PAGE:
These are the Plagues that the holy one, blessed be he, brought upon Egypt.
“Blood, and fire and pillars of smoke…”
“Before the great and terrible day of the Lord comes, I will set wonders in the sky and on the earth… blood, fire and pillars of smoke: The sun shall turn to darkness and the moon into blood.” Joel 3:3
Another interpretation of Deuteronomy 26:8 is: “strong hand” indicates two plagues; “out-stretched arm” indicates two more plagues; “great awe” indicates two plagues; “signs” indicates two more plagues because it is plural; and “wonders” two more plagues because it is in the plural. This then is a total of Ten Plagues.
Eilu eser makot sheheivi hakadosh baruch hu al hamitzrim b'mitzrayim, v'eilu hein:
These are the Plagues that the holy one, blessed be he, brought upon Egypt.
(As each plague is recited first in Hebrew then English dip the little finger in the Cup of Redemption and splatter on a napkin or paper plate)
Blood | Dom | דָּם
Frogs | Tzfardeyah | צְפֵרְדֵּע
Lice | Kinim | כִּנִים
Beasts | Arov | עָרוֹב
Cattle Plague | Dever | דֶּבֶר
Boils | Sh’chin | שְׁחִין
Hail | Barad | בָּרד
Locusts | Arbeh | אַרְבֶּה
Darkness | Choshech | חשֶׁךְ
Slaying of First Born |Makat Bechorot | מַכַּת בְּכוֹרוֹת
Rabbi Yehuda formed the initials of the plagues as follows
Remove three more drops from the Cup of Redemption as these are recited
DeTZaK, (Blood, Frogs and Lice)
ADaSH (Beasts, Cattle Plague and Boils)
BeAKHaB (Hail, Darkness and Slaying of First Born)
Take a moment to meditate on the visual image made on the napkin or paper plate of your Redemption from Egypt. Then refill the Cup of Redemption to replace the drops removed.
Rabbi Yose the Galilean says: How does one derive that, after the ten plagues in Egypt, the Egyptians suffered fifty plagues at the Sea? Concerning the plagues in Egypt the Torah states that “the magicians said to Pharaoh, it is the finger of God.” However, at the Sea, the Torah relates that “Israel saw the great hand which the Lord laid upon the Egyptians, and the people revered the Lord and they believed in the Lord and in His servant Moses.” It reasons that if they suffered ten plagues in Egypt, they must have been made to suffer fifty plagues at the Sea.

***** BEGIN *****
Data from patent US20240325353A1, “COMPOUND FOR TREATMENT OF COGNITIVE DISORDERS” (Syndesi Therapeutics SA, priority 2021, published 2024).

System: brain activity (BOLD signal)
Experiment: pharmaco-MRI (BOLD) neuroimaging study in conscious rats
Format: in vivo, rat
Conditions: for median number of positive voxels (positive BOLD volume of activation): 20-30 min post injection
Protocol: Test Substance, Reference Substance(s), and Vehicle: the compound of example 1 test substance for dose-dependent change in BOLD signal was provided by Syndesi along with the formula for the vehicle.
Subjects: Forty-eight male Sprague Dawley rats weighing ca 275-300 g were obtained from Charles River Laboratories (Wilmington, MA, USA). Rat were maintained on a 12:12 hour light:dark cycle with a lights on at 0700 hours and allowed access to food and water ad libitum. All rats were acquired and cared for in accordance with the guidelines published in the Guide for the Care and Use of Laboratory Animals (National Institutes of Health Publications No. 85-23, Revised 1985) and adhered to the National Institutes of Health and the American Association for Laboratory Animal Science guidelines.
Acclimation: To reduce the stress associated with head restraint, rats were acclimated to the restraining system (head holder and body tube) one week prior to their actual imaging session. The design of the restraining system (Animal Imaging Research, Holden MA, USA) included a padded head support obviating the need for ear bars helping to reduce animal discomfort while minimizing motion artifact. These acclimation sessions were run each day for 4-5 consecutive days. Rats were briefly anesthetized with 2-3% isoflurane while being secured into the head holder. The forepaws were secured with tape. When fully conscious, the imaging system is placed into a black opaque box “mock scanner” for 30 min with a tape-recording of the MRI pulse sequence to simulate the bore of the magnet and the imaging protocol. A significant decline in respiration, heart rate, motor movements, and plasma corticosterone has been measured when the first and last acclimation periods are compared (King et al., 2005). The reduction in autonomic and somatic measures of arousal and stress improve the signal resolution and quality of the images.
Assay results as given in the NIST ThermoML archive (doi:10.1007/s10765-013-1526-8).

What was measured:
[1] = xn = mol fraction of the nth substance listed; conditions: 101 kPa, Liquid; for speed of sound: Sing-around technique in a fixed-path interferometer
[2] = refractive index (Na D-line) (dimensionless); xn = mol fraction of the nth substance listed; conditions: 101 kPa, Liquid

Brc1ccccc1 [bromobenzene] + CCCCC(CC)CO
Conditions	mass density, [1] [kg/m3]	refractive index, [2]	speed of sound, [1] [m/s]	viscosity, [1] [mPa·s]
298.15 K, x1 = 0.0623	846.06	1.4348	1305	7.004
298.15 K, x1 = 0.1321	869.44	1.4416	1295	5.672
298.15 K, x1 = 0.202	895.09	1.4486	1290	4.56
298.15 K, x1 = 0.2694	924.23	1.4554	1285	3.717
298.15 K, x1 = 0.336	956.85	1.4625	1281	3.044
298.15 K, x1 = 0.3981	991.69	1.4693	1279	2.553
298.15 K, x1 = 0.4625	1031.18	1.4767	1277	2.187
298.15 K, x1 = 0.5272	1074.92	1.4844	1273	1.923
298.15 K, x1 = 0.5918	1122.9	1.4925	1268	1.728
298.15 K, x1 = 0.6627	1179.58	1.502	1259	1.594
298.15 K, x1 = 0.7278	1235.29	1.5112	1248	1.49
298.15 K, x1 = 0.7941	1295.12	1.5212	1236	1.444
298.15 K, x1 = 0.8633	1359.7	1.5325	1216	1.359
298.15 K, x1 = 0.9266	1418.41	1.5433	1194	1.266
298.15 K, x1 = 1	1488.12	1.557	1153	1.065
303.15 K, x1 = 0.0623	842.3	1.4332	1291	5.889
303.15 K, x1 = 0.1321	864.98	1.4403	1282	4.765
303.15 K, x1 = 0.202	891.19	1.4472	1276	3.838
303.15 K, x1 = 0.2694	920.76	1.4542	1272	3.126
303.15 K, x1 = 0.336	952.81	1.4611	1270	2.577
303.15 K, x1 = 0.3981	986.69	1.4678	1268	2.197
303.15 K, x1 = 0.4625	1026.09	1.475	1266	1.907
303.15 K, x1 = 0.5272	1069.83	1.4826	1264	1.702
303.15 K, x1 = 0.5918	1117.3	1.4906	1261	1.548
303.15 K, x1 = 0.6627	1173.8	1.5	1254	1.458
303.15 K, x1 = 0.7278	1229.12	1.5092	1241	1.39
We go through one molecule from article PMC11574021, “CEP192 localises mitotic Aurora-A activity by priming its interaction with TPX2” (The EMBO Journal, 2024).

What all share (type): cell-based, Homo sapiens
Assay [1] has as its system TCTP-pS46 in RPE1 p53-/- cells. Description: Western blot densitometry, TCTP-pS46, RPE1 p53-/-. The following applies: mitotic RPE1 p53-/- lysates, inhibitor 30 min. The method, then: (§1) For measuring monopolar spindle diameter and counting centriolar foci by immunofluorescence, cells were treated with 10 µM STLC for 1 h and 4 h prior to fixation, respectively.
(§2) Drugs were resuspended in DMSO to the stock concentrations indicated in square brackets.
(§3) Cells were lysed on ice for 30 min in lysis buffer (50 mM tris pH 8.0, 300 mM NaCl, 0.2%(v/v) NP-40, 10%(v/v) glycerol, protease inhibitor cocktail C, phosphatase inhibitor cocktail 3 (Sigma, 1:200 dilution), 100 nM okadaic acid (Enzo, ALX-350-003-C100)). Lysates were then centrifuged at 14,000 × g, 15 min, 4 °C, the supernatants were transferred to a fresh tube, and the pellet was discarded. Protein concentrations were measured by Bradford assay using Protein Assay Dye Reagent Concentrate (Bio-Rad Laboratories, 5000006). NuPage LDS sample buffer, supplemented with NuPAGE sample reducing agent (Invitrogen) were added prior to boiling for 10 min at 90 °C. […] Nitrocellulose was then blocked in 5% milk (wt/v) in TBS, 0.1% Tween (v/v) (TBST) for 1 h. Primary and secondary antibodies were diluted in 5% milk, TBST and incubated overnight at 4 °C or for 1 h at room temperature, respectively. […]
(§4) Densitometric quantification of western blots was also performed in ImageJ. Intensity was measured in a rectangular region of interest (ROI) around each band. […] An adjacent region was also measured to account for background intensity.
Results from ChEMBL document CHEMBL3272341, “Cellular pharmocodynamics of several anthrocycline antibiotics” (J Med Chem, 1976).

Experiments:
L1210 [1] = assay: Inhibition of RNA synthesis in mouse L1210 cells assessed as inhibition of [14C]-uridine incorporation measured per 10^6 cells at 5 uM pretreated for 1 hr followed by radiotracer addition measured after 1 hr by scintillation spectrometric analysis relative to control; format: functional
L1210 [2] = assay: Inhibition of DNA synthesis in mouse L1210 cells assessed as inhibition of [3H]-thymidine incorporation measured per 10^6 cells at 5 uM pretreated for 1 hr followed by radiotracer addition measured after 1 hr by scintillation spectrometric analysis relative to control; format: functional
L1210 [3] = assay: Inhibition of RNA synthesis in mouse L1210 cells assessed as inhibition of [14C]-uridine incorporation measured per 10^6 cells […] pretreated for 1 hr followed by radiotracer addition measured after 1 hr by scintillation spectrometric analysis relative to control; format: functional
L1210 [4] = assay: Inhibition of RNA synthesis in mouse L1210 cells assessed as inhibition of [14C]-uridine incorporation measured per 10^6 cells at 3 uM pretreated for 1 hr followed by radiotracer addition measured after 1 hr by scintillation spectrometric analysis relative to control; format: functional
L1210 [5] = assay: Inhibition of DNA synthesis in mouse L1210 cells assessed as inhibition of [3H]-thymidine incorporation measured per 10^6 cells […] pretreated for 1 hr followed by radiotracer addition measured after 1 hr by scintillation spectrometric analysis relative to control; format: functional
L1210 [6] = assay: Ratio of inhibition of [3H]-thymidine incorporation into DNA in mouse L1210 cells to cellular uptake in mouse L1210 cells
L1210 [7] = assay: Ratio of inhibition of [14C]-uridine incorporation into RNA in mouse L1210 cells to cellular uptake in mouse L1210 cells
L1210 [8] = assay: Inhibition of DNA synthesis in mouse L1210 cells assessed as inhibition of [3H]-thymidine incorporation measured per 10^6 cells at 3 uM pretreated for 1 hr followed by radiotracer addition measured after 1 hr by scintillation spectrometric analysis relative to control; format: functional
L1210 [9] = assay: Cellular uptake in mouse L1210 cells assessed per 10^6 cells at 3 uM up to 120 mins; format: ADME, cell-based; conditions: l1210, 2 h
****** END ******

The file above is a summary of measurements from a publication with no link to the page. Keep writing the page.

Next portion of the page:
Rabbi Eliezer says: How does one derive that every plague that God inflicted upon the Egyptians in Egypt was equal in intensity to four plagues? It is written: “He sent upon them his fierce anger, wrath, fury and trouble, a band of evil messengers.” Since each plague was comprised of 1) wrath, 2) fury, 3) trouble and 4) a band of evil messengers, they must have suffered forty plagues in Egypt and two hundred at the Sea.
Rabbi Akiva says: How does one derive that every plague that God inflicted upon the Egyptians in Egypt was equal in intensity to five plagues? It is written: “He sent upon them his fierce anger, wrath, fury and trouble, a band of evil messengers.” Since each plague was comprised of 1) fierce anger 2) wrath 3) fury 4) trouble and 5) a band of evil messengers, they must have suffered fifty plagues in Egypt and two hundred and fifty at the Sea.
God has bestowed many favors upon us.
Had He brought us out of Egypt, and not executed judgments against the Egyptians, It would have been enough – Dayyenu
Had He executed judgments against the Egyptians, and not their gods, It would have been enough – Dayyenu
Had He executed judgments against their gods and not put to death their firstborn, It would have been enough – Dayyenu
Had He put to death their firstborn, and not given us their riches, It would have been enough – Dayyenu
Had He given us their riches, and not split the Sea for us, It would have been enough – Dayyenu
Had He split the Sea for us, and not led us through it on dry land, It would have been enough – Dayyenu
Had He led us through it on dry land, and not sunk our foes in it, It would have been enough – Dayyenu
Had He sunk our foes in it, and not satisfied our needs in the desert for forty years, It would have been enough – Dayyenu
Had He satisfied our needs in the desert for forty years, and not fed us the manna, It would have been enough – Dayyenu
Had He fed us the manna, and not given us the Sabbath, It would have been enough – Dayyenu
Had He given us the Sabbath, and not brought us to Mount Sinai, It would have been enough – Dayyenu
Had He brought us to Mount Sinai, and not given us the Torah, It would have been enough – Dayyenu
Had He given us the Torah, and not brought us into Israel, It would have been enough – Dayyenu
Had He brought us into Israel, and not built the Temple for us, It would have been enough – Dayyenu
Obligations of the Holiday
Rabban Gamliel would teach that all those who had not spoken of three things on Passover had not fulfilled their obligation to tell the story, and these three things are: